Tennessee hires La. Tech’s Derek Dooley

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KNOXVILLE, Tenn. (AP) — Tennessee’s frantic search to find a new coach is over, and the Volunteers are turning to Louisiana Tech’s Derek Dooley.

Louisiana Tech spokesman Malcolm Butler told The Associated Press that Dooley has resigned from his positions as coach and athletic director to join the Volunteers. A statement by the university was expected later Friday.

The son of former Georgia coach Vince Dooley, Derek Dooley went 17-20 in three seasons at Louisiana Tech and was the only coach in Division I to also serve as his school’s athletic director.

The Volunteers hired him just days after Lane Kiffin abruptly quit the Tennessee job, bolting to Southern California only 14 months into his tenure with the Vols. Dooley was hired from a list of candidates that was believed to include Texas defensive coordinator Will Muschamp, Air Force coach Troy Calhoun, Duke coach David Cutcliffe and Utah coach Kyle Whittingham.

Aside from his pedigree, Tennessee’s attraction to the 41-year-old Dooley includes the time he spent working as an assistant and recruiter for Nick Saban at LSU and in the NFL with the Miami Dolphins. Still, his limited head coaching experience makes him about as much of a gamble as the one the Vols took on Kiffin.

Dooley, who earned a law degree from Georgia, did not immediately return a message left on his cell phone by the AP for comment.

His uncle, former North Carolina and Virginia Tech coach Bill Dooley, voiced support for his nephew. “I think he’ll do well anywhere he goes, and at Tennessee, he would do very well,” he said in a phone interview from his home in Wilmington, N.C., before the deal was finalized. “When you get a law degree, it gives you a little notch up. He’s got his feet on the ground. He’s levelheaded.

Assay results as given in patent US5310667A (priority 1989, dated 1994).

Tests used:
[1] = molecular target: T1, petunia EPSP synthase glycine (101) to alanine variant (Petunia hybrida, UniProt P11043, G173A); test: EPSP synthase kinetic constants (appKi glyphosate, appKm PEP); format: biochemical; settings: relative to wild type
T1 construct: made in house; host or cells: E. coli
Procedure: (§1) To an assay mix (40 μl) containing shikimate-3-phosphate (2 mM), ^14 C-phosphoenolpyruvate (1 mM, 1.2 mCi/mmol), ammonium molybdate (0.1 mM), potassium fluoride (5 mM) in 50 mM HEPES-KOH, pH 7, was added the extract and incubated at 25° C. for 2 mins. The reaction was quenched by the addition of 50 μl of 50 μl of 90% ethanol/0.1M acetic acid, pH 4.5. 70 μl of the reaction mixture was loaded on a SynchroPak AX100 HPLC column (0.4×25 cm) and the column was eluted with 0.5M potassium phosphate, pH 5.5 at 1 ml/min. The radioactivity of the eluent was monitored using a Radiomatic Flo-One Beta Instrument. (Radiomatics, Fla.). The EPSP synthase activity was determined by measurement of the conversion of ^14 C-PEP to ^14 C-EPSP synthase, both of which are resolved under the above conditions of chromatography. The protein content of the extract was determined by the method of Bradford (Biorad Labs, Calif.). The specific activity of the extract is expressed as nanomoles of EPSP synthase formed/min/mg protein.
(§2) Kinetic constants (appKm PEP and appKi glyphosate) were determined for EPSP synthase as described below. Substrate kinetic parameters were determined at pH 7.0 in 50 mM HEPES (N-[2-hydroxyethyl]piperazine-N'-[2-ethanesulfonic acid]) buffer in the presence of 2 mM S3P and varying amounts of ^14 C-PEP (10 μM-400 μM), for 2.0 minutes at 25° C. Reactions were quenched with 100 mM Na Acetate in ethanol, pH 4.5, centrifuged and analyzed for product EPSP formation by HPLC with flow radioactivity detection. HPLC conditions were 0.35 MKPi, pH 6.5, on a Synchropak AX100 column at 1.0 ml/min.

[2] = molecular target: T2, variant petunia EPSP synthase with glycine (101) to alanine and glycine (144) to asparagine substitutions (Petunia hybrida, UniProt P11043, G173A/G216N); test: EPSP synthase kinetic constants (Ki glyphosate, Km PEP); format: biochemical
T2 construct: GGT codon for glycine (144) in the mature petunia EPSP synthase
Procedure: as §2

“He didn’t take after me, because I was never lawyer material,” he added with a laugh. “He’s a smart young man.”

Dooley worked as LSU’s recruiting coordinator and tight ends coach from 2000 through 2003’s signing day, landing classes rated No. 1 in 2001 and 2003. He coached LSU’s running backs and special teams in 2003 and 2004.

He followed Saban to the Dolphins as tight ends coach in 2005 and 2006 before leaving for Louisiana Tech in December 2006.

Dooley was a receiver in college at Virginia. After earning his law degree, he worked as an attorney for two years before starting his coaching career at Georgia in 1996 as a graduate assistant. He also worked as assistant recruiting coordinator at SMU from 1997-99 until being hired by Saban.

He went to Louisiana Tech in December 2006 as one of the youngest coaches in FBS and added the athletic director title in March 2008. He led the Bulldogs to their first bowl victory in more than three decades, beating Northern Illinois at the 2008 Independence Bowl.